Birds sing, frogs sing, cicadas sing, mice sing, humans sing. Even if we think we are not musical, our hearts beat and our nervous systems hum. Each community and culture has a musical identity and we learn the nuances of our native rhythms, scales and tones at a very young age. Musical memories are long lasting and are often seated with emotional memories. Learning is enhanced when it is put to music and children learn the alphabet and numbers quickly to song.

Communities are increasingly diverse with a rising number of popular musical genres. My childhood home was filled with music. We all took music lessons and practiced our instruments in the living room. When records were played, everyone shared the experience. Dad listened to classical music on the radio every night after we went to bed and we went to sleep hearing the likes of Beethoven, Mozart and Chopin. Now, we are plugged into our individual iPods and seldom share music together. Once in a while I listen to my daughter’s playlist and try to make sense of “ska”, “metal” and other alternative songs that are as familiar to my brain as speaking Punjabi. My brain is too set to become fluent in new language or music styles.

Singsongs in Miramichi NB and Twillingate NL

This past summer we went to Newfoundland, the only Canadian province we had not visited. Newfoundland culture is unique as geographic isolation has allowed language and music to change at a much slower pace than the rest of North America. Communities on The Rock are often remote and all generations work and play together. Newfoundland kitchen parties are common and we attended a couple of them. The events have live music with instruments that range from guitars, fiddles and keyboards to spoons and ugly sticks. There really isn’t much distinction between audience and performers as everyone is free to sing and dance along. I loved Newfoundland and its people and their spontaneous, joyful musical expression.

Every Friday afternoon, a group of “Newfies”, who now live in Ontario, come to the hospital for a singsong with the patients. They play from a book (words only) with at least 100 songs and take requests from the audience. It is a transplanted kitchen party and they sing for a couple of hours at least. I took a patient with early onset advanced dementia to the auditorium when they were singing  “Leaving on a Jet Plane” by John Denver. 

“Peter, Paul and Mary,” he said as he sang the words. 

I am always amazed at music memories people retain. Each week we have a drum circle where patients choose a rhythm instrument and sing simple, familiar songs. Even if they don’t know the words, they can carry the beat.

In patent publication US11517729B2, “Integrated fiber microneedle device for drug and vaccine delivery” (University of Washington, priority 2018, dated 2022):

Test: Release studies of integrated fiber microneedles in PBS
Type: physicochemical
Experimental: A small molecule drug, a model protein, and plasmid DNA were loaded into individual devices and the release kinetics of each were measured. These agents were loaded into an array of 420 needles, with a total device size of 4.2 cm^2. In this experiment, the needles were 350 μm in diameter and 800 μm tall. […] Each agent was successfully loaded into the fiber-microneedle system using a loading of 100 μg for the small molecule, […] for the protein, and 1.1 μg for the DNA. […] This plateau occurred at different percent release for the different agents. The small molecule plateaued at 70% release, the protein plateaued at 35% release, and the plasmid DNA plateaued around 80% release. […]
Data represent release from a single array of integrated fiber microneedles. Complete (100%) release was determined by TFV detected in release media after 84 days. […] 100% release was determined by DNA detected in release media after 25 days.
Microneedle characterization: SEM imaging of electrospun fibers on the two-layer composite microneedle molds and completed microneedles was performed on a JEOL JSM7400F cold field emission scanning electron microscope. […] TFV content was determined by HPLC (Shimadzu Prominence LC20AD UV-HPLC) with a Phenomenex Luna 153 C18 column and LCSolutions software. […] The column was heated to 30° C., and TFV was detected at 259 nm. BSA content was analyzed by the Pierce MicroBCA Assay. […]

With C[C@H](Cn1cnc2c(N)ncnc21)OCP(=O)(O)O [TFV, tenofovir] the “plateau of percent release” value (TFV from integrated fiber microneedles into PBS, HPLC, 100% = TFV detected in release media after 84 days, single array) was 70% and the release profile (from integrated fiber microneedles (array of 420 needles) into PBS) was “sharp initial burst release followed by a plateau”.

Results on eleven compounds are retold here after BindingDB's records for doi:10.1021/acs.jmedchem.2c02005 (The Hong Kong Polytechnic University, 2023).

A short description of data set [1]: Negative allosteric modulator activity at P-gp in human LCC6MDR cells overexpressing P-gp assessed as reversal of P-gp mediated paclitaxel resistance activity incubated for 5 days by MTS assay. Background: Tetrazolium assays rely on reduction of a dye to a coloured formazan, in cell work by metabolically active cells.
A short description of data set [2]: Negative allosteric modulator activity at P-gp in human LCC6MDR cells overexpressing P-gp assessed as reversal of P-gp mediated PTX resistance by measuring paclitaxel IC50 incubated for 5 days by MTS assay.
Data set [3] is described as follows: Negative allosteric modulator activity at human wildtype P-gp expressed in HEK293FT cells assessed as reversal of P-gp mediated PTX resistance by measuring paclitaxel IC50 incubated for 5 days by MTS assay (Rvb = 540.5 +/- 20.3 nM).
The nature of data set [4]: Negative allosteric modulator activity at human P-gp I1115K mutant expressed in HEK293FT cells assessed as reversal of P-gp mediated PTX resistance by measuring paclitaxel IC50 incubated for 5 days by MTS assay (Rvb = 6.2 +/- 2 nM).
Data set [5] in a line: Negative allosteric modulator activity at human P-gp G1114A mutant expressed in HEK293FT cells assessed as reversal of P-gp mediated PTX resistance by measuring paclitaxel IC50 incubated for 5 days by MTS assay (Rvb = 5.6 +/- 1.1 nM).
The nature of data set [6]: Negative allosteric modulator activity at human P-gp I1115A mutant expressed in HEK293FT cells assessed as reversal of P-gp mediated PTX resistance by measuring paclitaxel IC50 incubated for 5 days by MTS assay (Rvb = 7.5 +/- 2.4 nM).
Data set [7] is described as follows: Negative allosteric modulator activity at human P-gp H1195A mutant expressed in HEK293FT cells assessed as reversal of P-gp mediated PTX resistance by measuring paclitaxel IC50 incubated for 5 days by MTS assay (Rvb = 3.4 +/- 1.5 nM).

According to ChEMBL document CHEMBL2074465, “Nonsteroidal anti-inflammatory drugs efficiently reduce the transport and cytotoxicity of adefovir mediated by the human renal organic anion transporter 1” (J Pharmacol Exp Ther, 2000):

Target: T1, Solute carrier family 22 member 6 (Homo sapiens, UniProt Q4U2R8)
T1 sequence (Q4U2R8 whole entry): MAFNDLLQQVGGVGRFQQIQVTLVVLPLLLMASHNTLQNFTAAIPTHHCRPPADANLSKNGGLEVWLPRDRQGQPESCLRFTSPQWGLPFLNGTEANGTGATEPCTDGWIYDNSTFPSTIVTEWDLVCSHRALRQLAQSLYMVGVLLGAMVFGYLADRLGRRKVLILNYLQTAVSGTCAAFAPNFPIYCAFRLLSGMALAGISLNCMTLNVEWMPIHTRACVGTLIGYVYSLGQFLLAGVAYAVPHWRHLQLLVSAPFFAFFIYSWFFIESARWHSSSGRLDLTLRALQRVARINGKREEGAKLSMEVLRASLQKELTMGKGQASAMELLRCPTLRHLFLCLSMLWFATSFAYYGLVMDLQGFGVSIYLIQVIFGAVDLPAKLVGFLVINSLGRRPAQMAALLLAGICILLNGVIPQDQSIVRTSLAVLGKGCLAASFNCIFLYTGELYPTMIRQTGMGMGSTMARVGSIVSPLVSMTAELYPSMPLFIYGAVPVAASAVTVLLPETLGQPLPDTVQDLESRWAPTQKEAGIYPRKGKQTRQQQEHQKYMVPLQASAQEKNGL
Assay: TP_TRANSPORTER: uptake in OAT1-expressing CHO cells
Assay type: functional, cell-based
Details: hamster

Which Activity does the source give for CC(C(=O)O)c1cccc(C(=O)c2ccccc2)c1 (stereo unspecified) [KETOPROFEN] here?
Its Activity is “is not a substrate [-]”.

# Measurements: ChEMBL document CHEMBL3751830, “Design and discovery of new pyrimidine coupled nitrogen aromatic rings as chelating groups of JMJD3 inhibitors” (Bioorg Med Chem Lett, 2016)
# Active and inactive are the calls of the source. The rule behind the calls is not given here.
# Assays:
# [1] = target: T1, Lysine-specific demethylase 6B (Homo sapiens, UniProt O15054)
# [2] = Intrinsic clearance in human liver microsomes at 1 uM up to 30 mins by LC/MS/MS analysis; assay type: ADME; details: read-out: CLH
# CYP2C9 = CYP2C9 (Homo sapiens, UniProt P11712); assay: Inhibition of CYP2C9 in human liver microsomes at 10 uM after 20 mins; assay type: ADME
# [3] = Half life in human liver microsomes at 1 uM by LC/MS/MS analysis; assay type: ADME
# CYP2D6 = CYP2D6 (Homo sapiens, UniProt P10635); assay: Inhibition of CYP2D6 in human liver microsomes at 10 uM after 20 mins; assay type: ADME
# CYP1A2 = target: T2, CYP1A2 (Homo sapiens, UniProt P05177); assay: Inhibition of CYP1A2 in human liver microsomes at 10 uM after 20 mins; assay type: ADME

We risk losing a shared musical community in our diverse urban world. The best music experiences link us with others. Christmas carols and songs are one of the few genres of music left that are widely familiar across generational groups in Western culture. Give me a kitchen party, a street party, a performance in a park or a singsong in the hospital. Give me a song I can sing and play too. 

Music on the street in old Montreal PQ

Sing, sing a song
Sing out loud
Sing out strong.
Sing of good things not bad
Sing of happy not sad.

Sing, sing a song
Make it simple to last
your whole life long.
Don't worry that it's not
good enough for anyone
else to hear.
Just sing, sing a song.

Joe Raposo

Monday, June 06, 2016

Unsolicited Advice

Fifty years later...impossible!

I received a five year diary for my twelfth birthday and remember thinking that I would be 17 years old when I finished my entries. Seventeen! I could not image being that old. And so I entered my teen years in the late 1960s.

What would I tell my younger self from my vantage point several decades later? Would I listen to advice, sound or otherwise? The voice of the moment is stronger than voices of experience in the past or future. And that present voice is usually our own. I doubt my younger self would have listened to all these words but this is what I would say.

The world will still be here in 50 years. Don’t stay awake at night worrying about the cold war or the rapture. 

You will continue to be part of a growing family you love and who love you.

You cannot even imagine the changes that will happen in the next half century. Embrace change without fear. Don’t be afraid to ask hard questions but be wary of people who think they have all the answers.

Everyone has a story. Take care to listen closely without judging. Be gracious and kind to everyone. There will always be one difficult person in your life and they will help you grow and mature if you are willing to learn. 

Don’t gossip or criticize others. And take great care not to become cynical, bitter or sarcastic. Don’t try to have the last word but know when to walk away from conflict. Live joyfully, peacefully and with contentment.

Most of us resist unsolicited advice. But the impact of stories, film, music and other expressions of popular culture can strongly affect the way we see the world. This song was popular in my teen years and I still have a copy of the Desiderata poem above my desk at work. One of my younger co-workers read it recently and remarked at its wisdom and beauty. She had never heard it before! So here is is to enjoy. I couldn't express advice better than this.